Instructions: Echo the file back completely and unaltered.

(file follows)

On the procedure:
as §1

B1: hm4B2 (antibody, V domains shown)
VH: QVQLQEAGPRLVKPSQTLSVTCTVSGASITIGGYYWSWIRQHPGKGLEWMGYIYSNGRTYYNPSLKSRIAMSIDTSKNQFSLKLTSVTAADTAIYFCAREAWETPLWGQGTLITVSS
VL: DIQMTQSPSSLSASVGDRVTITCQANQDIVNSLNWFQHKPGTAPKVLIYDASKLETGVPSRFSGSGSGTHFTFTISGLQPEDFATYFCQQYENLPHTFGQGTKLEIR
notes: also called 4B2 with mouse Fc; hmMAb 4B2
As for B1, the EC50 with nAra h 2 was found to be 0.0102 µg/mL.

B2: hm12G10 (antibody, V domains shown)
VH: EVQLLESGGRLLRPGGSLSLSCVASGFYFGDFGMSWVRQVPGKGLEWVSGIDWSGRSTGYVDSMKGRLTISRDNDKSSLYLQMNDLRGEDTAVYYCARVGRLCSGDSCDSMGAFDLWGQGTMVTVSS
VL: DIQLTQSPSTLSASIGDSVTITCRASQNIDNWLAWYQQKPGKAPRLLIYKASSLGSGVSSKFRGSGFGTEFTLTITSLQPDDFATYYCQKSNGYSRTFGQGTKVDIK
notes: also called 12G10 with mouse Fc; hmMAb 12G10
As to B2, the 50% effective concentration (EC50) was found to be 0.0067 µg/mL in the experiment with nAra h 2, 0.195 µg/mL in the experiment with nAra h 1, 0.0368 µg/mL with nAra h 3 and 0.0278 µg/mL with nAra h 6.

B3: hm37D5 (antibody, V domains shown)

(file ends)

On the procedure:
as §1

B1: hm4B2 (antibody, V domains shown)
VH: QVQLQEAGPRLVKPSQTLSVTCTVSGASITIGGYYWSWIRQHPGKGLEWMGYIYSNGRTYYNPSLKSRIAMSIDTSKNQFSLKLTSVTAADTAIYFCAREAWETPLWGQGTLITVSS
VL: DIQMTQSPSSLSASVGDRVTITCQANQDIVNSLNWFQHKPGTAPKVLIYDASKLETGVPSRFSGSGSGTHFTFTISGLQPEDFATYFCQQYENLPHTFGQGTKLEIR
notes: also called 4B2 with mouse Fc; hmMAb 4B2
As for B1, the EC50 with nAra h 2 was found to be 0.0102 µg/mL.

B2: hm12G10 (antibody, V domains shown)
VH: EVQLLESGGRLLRPGGSLSLSCVASGFYFGDFGMSWVRQVPGKGLEWVSGIDWSGRSTGYVDSMKGRLTISRDNDKSSLYLQMNDLRGEDTAVYYCARVGRLCSGDSCDSMGAFDLWGQGTMVTVSS
VL: DIQLTQSPSTLSASIGDSVTITCRASQNIDNWLAWYQQKPGKAPRLLIYKASSLGSGVSSKFRGSGFGTEFTLTITSLQPDDFATYYCQKSNGYSRTFGQGTKVDIK
notes: also called 12G10 with mouse Fc; hmMAb 12G10
As to B2, the 50% effective concentration (EC50) was found to be 0.0067 µg/mL in the experiment with nAra h 2, 0.195 µg/mL in the experiment with nAra h 1, 0.0368 µg/mL with nAra h 3 and 0.0278 µg/mL with nAra h 6.

B3: hm37D5 (antibody, V domains shown)